The group in charge of coordinating the event, Choirs with Purpose, did not realize how difficult their request would be to carry out. The risk of cross-infection was significantly increased with not two, but several young adults in a small, enclosed space, singing in close proximity to one another. Physicians and caretakers of the youth with cystic fibrosis were unwilling to grant Choirs with Purpose permission to host the children in the same room together, and for a moment, it appeared that having a choir of individuals with cystic fibrosis would simply be another limitation to an already burdened group of people.
Yet Choirs with Purpose was persistent. James and Clare, the two representatives in charge of hosting and coordinating the event, came up with an idea that would allow all of the members of a cystic fibrosis choir to sing together, if not at the same time and in the same room. Using modern recording technology, James and Clare pitched the idea of having each individual come into the studio and record a solo part, which would then be combined with all of the other parts to form a whole choir piece.
The Cystic Fibrosis Trust was thrilled, and approved twelve individuals with cystic fibrosis for the project. Before each individual was brought into the studio, the recording room was deep-cleaned using disinfectant cleaning products, and everything was made as sterile as possible so as to reduce the opportunity for infection and the spreading of germs. One by one, the members of the new choir came in and recorded their parts, not having the opportunity to stand and sing together face to face, but feeling a great part of something nonetheless. They became the first ever choir for individuals with cystic fibrosis: The Cystic Fibrosis Virtual Choir.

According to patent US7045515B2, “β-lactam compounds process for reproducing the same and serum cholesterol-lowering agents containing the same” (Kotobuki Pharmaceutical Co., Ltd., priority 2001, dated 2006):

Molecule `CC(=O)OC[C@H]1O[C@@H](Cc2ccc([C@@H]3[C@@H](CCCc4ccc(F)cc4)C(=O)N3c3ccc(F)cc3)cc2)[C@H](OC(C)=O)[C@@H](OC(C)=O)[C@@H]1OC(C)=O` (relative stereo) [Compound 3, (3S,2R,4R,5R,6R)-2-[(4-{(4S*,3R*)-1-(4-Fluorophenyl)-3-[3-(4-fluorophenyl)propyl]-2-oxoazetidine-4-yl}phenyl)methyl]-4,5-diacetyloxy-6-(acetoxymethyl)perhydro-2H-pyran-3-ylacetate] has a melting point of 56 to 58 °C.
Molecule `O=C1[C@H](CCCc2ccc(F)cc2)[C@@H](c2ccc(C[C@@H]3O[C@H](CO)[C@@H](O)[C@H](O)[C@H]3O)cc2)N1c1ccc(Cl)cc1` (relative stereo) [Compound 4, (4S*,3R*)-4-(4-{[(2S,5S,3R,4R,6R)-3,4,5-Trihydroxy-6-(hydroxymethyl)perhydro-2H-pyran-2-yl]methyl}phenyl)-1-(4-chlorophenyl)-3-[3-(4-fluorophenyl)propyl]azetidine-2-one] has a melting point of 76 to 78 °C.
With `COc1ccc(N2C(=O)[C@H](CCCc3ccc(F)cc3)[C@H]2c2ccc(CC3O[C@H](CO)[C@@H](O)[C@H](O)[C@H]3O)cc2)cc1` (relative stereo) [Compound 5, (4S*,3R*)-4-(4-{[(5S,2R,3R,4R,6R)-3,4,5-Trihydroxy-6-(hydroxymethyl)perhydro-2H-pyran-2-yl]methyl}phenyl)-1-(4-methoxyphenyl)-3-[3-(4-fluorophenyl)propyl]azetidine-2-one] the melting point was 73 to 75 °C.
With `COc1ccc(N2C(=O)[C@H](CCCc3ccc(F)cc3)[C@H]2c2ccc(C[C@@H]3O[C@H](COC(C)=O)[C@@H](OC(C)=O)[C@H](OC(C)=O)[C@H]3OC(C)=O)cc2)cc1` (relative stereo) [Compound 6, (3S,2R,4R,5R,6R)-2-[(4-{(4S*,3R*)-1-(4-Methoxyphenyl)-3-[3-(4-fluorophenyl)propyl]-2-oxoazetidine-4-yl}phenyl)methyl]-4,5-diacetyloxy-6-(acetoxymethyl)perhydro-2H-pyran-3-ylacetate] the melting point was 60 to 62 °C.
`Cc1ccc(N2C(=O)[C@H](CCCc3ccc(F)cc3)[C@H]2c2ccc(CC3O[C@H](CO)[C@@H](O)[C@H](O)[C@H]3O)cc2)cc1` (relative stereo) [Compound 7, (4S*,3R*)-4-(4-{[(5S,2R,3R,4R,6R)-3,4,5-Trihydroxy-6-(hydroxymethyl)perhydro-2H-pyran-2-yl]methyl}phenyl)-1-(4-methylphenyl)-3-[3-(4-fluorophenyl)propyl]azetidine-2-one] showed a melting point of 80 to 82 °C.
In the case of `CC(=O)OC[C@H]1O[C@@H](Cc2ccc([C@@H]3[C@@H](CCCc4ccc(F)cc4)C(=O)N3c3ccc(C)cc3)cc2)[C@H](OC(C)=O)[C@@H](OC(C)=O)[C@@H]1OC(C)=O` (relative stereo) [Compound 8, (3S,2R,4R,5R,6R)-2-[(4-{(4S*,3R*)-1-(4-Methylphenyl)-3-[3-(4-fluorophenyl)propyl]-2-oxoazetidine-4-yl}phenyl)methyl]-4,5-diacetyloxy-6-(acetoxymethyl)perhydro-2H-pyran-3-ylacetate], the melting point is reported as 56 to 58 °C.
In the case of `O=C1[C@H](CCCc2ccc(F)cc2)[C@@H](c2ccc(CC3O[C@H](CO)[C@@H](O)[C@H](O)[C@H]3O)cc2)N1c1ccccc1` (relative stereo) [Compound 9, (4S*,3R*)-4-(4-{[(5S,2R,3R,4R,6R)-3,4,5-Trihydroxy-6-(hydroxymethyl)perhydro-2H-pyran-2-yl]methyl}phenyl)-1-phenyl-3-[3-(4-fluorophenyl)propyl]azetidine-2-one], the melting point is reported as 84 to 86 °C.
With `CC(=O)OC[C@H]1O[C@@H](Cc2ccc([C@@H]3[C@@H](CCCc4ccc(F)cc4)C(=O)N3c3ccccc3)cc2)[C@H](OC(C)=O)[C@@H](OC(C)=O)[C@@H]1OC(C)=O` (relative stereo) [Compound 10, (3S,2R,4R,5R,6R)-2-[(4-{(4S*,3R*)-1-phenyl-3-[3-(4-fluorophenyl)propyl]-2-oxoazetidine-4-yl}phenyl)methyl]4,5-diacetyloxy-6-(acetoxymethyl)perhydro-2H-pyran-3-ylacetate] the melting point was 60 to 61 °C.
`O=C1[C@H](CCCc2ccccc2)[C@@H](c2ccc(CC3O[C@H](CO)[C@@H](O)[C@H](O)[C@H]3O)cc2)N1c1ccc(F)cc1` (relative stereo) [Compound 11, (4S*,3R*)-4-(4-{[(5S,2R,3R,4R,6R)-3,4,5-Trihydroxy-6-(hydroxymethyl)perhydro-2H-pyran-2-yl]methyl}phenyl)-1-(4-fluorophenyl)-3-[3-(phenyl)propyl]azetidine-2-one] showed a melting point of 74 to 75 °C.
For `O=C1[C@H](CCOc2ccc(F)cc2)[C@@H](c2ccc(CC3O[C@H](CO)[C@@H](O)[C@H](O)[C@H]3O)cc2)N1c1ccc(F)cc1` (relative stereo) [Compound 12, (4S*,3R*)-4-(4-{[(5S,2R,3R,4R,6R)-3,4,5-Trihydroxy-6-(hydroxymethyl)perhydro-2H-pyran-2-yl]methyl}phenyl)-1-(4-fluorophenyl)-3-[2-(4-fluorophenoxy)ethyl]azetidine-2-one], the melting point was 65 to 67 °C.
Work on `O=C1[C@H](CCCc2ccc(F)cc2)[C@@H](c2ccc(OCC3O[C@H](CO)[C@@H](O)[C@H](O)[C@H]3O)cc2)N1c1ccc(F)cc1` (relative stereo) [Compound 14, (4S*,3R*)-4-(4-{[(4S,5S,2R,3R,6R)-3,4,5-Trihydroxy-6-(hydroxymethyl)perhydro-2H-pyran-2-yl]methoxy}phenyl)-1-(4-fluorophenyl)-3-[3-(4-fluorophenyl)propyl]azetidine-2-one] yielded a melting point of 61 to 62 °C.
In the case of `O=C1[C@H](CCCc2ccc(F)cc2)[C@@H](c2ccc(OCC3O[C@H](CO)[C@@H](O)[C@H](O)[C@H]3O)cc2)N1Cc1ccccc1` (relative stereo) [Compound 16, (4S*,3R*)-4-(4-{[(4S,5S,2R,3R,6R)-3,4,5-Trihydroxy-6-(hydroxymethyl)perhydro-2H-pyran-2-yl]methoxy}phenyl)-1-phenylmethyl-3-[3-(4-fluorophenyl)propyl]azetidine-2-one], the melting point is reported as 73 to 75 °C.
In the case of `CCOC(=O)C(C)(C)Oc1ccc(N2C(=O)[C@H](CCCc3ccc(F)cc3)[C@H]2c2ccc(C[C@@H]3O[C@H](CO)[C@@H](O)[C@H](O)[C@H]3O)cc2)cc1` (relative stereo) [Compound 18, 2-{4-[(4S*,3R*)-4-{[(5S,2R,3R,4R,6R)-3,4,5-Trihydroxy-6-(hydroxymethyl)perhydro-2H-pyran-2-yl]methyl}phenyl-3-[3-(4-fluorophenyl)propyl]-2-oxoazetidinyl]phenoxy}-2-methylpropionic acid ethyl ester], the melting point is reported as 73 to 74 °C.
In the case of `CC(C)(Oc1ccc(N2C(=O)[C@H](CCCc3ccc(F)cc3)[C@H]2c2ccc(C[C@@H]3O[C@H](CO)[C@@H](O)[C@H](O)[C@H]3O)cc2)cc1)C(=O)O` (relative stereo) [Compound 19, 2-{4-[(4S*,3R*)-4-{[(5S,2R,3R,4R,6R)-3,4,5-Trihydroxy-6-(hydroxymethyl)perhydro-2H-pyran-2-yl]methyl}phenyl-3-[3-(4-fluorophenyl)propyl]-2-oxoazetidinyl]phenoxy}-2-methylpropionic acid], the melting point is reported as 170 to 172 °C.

Individually, the group recorded a song called “One Voice,” originally written and recorded by The Wailin’ Jennys, a Canadian folk and bluegrass trio. The song begins with only one voice, growing and growing until it becomes a choral anthem, made even more powerful by the message and inspiration for The Cystic Fibrosis Virtual Choir’s cover of the song. Eventually, the choir sings “this is the sound of all of us / singing with love and the will to trust.”
All involved in the making of the song were greatly impacted by the lives and stories of the individuals who contributed their voice, each of whom represent all others who live with the daily burdens of managing and battling cystic fibrosis. For many, even the opportunity to video chat and become friends with the other members of the choir was a leap in quality of life that would not have been available to individuals with cystic fibrosis until very recently. All participants walked away from the experience with new friends and a song that centralized the message of hope for those living with cystic fibrosis.
As technologies continue to improve, there may soon be a day where all individuals with cystic fibrosis are able to band together and meet in person, sharing in each other’s struggles and celebrating each other’s victories. For now, “Stand Together” acts as a strong message to all who would not have believed in the project’s possibility and success, including some members who opted to participate in the program. As in all things, it is often the act of carrying hope that brings about the greatest change, and for those with cystic fibrosis, hope will go a long way in discovering a cure and raising the quality of life for all who live with the illness.